Disney's The Hunchback of Notre Dame (Live-Action)

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Re: Disney's The Hunchback of Notre Dame (Live-Action)

Post by Daniel » June 16th, 2021, 2:34 pm

Maybe because we already had a Disney character named Marie? ;)

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Re: Disney's The Hunchback of Notre Dame (Live-Action)

Post by Dacey » June 16th, 2021, 3:03 pm

Or because Laverne simply suits her personality more.
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Re: Disney's The Hunchback of Notre Dame (Live-Action)

Post by Dacey » June 21st, 2021, 4:29 pm

Excellent oral history. Interesting how Schneider is pretty vocal on hating the film, though:

https://www.slashfilm.com/hunchback-of- ... l-history/

I will still defend the gargoyles, who I think are required for the reason of giving Quasimodo someone to talk to alone. And you can hardly fault any film of this sort for having a moment of levity with a musical number (heck, Les Miersables and Jesus Christ Superstar both do the same thing), so to expect for Disney to go straight-on "doom and gloom" for that long in a family animated feature is kind of ridiculous. Especially since I'd argue "A Guy Like You" actually helps increase the pain of what follows, as it sets Quasimodo's expectations the highest they've been for actually having a chance with Esmeralda romantically, only for his hopes to be immediately crushed (with the "heart" card from the song only impact what has transpired even further).

Now the goofy antics during Heaven's Light? That arguably could've worked as a "quieter" moment. But A Guy Like You (as a straight-up comedy number) is fine.
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Re: Disney's The Hunchback of Notre Dame (Live-Action)

Post by Ben » June 21st, 2021, 6:59 pm

Are you talking about Master Of The House? This is what’s known as an "eleven o'clock number", the easy to hum along to (or, worse, clap to) that everyone will come out being able to "do" when the show turns out, around or shortly after 11pm.

Superstar doesn’t really have an eleven o'clock, though Herod's is kind of the "comedy" number. I wouldn’t really cal Guy Like You an eleven o'clock, and as a comedy song it stands out like a sore thumb in HB's otherwise deeper than usual score (I think Heaven’s Light actually works quite well, but that’s as far as their antics really should have gone).

Song aside, the gargoyles themselves are perfectly in keeping with the book and the Laughton film: Quasimodo does indeed speak with them. The more goofy aspects are Katzenberg again thinking kids needed "funny" to keep entertained…in a film that, by A Guy Like You, has probably already traumatised them for life!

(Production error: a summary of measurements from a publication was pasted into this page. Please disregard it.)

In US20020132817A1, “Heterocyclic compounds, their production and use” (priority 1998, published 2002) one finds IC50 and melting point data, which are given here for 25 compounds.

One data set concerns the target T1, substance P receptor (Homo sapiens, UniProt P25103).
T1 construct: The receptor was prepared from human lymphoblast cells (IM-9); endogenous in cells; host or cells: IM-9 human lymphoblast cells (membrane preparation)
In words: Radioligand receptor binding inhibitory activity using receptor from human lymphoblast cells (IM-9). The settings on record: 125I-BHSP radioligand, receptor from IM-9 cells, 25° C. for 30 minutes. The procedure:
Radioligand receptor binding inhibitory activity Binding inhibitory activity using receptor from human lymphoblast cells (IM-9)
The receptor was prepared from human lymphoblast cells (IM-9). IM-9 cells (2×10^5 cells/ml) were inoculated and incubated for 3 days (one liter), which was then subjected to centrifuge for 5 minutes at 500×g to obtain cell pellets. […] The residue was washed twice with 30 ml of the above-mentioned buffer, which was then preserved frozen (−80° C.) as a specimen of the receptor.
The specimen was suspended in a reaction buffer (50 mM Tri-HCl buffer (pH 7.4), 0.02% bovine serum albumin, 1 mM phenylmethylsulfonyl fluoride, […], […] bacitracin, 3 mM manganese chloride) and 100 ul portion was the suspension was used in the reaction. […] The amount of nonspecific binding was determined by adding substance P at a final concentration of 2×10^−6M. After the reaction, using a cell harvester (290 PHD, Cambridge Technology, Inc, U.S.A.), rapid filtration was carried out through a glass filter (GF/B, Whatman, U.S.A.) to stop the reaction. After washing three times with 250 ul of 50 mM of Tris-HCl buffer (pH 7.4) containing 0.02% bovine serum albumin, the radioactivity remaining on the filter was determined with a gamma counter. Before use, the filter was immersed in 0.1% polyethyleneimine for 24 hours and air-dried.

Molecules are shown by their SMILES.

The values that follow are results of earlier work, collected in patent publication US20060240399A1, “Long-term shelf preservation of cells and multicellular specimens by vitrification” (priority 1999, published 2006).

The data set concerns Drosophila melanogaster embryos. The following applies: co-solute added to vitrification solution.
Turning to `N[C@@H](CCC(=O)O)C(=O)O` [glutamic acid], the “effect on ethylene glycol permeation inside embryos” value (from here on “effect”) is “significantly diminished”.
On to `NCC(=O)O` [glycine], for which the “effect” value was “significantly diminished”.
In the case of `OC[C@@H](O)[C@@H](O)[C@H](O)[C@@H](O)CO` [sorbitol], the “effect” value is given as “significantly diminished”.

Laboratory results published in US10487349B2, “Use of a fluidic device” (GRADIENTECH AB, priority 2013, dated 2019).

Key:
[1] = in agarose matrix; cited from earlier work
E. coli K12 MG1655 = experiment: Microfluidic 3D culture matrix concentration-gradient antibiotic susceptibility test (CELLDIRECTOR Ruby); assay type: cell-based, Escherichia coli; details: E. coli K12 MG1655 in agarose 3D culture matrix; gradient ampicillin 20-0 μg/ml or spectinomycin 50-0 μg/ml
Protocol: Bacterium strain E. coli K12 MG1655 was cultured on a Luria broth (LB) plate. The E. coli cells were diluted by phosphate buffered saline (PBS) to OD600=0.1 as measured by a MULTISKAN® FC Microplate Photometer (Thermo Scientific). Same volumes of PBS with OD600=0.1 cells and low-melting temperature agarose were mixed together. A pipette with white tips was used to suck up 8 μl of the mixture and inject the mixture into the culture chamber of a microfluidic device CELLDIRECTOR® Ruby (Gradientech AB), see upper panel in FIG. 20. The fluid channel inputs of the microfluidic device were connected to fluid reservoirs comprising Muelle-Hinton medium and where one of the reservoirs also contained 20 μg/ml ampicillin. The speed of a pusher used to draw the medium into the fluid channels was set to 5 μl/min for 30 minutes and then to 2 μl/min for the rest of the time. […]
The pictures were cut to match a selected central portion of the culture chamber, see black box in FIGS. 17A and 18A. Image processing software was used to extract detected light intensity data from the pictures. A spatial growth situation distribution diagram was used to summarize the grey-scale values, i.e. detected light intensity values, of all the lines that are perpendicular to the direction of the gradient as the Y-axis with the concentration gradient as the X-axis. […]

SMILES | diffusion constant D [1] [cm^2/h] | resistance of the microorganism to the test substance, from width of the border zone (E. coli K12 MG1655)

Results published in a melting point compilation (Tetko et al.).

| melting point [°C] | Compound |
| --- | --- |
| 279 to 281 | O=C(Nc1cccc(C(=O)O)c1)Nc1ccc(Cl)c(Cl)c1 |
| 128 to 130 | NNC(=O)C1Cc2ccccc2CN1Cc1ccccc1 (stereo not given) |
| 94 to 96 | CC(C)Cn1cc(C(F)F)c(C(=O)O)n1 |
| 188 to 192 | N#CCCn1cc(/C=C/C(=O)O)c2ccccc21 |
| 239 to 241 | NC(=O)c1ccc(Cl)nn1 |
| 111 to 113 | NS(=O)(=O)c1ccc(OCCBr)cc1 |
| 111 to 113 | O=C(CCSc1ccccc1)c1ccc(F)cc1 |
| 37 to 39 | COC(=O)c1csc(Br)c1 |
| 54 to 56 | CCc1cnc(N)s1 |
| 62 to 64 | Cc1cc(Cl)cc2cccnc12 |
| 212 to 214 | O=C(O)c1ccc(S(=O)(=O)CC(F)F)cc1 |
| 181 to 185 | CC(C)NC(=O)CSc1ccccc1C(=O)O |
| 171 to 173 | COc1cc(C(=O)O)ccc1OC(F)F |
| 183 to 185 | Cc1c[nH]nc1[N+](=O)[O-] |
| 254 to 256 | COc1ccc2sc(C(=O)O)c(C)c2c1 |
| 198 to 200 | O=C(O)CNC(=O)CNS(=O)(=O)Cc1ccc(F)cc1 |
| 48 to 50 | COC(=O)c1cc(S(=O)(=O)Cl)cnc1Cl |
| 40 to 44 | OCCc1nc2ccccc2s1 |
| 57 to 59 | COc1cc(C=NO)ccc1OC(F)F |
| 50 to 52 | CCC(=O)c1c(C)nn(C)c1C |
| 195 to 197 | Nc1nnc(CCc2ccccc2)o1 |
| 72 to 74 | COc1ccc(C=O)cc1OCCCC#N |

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Re: Disney's The Hunchback of Notre Dame (Live-Action)

Post by Randall » June 21st, 2021, 8:42 pm

Levity is okay. But "A Guy Like You" just took it way too far, for me. I cringe all the way through that number. Too goofy, too juvenile, too much with the armpit noises. It just didn't fit. I hate that part, in a film that I otherwise love.

Having talking gargoyles was okay, as a concept. But they had a straight man, a goofball, and a cartoony old lady voice. Those last two failed to match the tone of the rest of the film.

As is, the gargoyles and that one song just feel like an obvious attempt to pander to kids, when it's not a kids' film.

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Re: Disney's The Hunchback of Notre Dame (Live-Action)

Post by Dacey » June 21st, 2021, 9:48 pm

Yes, I was talking about Master of the House. And Herod’s Song can be extremely comedic, depending on the production (ironically, it falls completely flat in the 70s movie, but works wonders when it’s a more flamboyant number).

And maybe one reason I don’t mind the gargoyles is because I was a kid when this came out. :wink: So they did the job for me. Oddly enough, I think the only part of it that freaked me out was Frollo’s death.

Speaking of JK, I love the story of him hating beards—since both of the male leads in El Dorado (one of them voiced by Kline, funnily enough) ended up having facial hair.
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Re: Disney's The Hunchback of Notre Dame (Live-Action)

Post by Farerb » June 22nd, 2021, 12:18 am

I don't have a problem that there are gargoyles, I have a problem with the way they are handled, more specifically Hugo. They did not need to be over the top. In fact they mentioned a lot how back in the day Walt incorporated humor even in his "darker" films and his humor was more subtle than a comedian shouting unfunny lines (the issue with most Renaissance films in my opinion). Anyway the gargoyles weren't the only thing that ruined the tone of the film. You have a beautiful strong moment when Esmeralda shouts "Justice" and then it turns into a goofy Looney Toons cartoon when she tries to escape the guards, and that happens throughout the film quite a lot.

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Re: Disney's The Hunchback of Notre Dame (Live-Action)

Post by ShyViolet » June 22nd, 2021, 1:32 am

Dacey wrote:
June 21st, 2021, 9:48 pm
Speaking of JK, I love the story of him hating beards—since both of the male leads in El Dorado (one of them voiced by Kline, funnily enough) ended up having facial hair.
Sinbad did too. He didn’t early on in the film’s production and from the few bits of artwork I saw looked more like Proteus! JK should have gone with his instincts! :wink:
You can’t just have your characters announce how they feel! That makes me feel angry!

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Re: Disney's The Hunchback of Notre Dame (Live-Action)

Post by Ben » June 22nd, 2021, 5:08 am

Well the basic "trouble" with Hunchback is that it’s *Disney* making this otherwise very deeply sexual undertoned and socially violent story. It was never just going to be an animated version of the Laughton film at the very least. They had a kid audience — the audience that feeds these films and that they needed in order to make more of them — and there is no other option for Disney other than to "pander" to it.

If there’s to be a serious, as extreme as the book is version of Notre-Dame de Paris, then it’s not going to be made at Disney, which makes four quadrant movies for the entire family. It was brave enough for them to tackle it in the first place (surely a result of JK's chasing that Best Picture Oscar; I suspect many of the more cartoony elements snuck in later), and incredible that it came out as well, and as well balanced in retrospect, as it did.